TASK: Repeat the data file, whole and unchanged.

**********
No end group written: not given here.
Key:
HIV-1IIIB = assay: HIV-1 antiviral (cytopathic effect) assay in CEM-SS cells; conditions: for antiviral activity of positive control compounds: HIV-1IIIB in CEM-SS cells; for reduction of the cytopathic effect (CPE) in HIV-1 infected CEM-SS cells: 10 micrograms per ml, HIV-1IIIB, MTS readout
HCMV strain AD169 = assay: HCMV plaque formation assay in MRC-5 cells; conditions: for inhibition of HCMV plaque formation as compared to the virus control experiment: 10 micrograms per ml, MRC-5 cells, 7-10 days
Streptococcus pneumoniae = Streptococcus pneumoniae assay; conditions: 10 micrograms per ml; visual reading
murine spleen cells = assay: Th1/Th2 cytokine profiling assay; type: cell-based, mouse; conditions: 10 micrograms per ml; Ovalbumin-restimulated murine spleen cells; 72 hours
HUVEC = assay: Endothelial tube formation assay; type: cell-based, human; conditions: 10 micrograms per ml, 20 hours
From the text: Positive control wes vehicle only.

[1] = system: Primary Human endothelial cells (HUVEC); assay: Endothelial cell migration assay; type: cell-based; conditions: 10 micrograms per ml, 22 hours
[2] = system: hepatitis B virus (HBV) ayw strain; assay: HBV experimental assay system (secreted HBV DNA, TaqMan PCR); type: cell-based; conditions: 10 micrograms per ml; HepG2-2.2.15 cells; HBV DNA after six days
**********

No end group written: not given here.
Key:
HIV-1IIIB = assay: HIV-1 antiviral (cytopathic effect) assay in CEM-SS cells; conditions: for antiviral activity of positive control compounds: HIV-1IIIB in CEM-SS cells; for reduction of the cytopathic effect (CPE) in HIV-1 infected CEM-SS cells: 10 micrograms per ml, HIV-1IIIB, MTS readout
HCMV strain AD169 = assay: HCMV plaque formation assay in MRC-5 cells; conditions: for inhibition of HCMV plaque formation as compared to the virus control experiment: 10 micrograms per ml, MRC-5 cells, 7-10 days
Streptococcus pneumoniae = Streptococcus pneumoniae assay; conditions: 10 micrograms per ml; visual reading
murine spleen cells = assay: Th1/Th2 cytokine profiling assay; type: cell-based, mouse; conditions: 10 micrograms per ml; Ovalbumin-restimulated murine spleen cells; 72 hours
HUVEC = assay: Endothelial tube formation assay; type: cell-based, human; conditions: 10 micrograms per ml, 20 hours
From the text: Positive control wes vehicle only.

[1] = system: Primary Human endothelial cells (HUVEC); assay: Endothelial cell migration assay; type: cell-based; conditions: 10 micrograms per ml, 22 hours
[2] = system: hepatitis B virus (HBV) ayw strain; assay: HBV experimental assay system (secreted HBV DNA, TaqMan PCR); type: cell-based; conditions: 10 micrograms per ml; HepG2-2.2.15 cells; HBV DNA after six days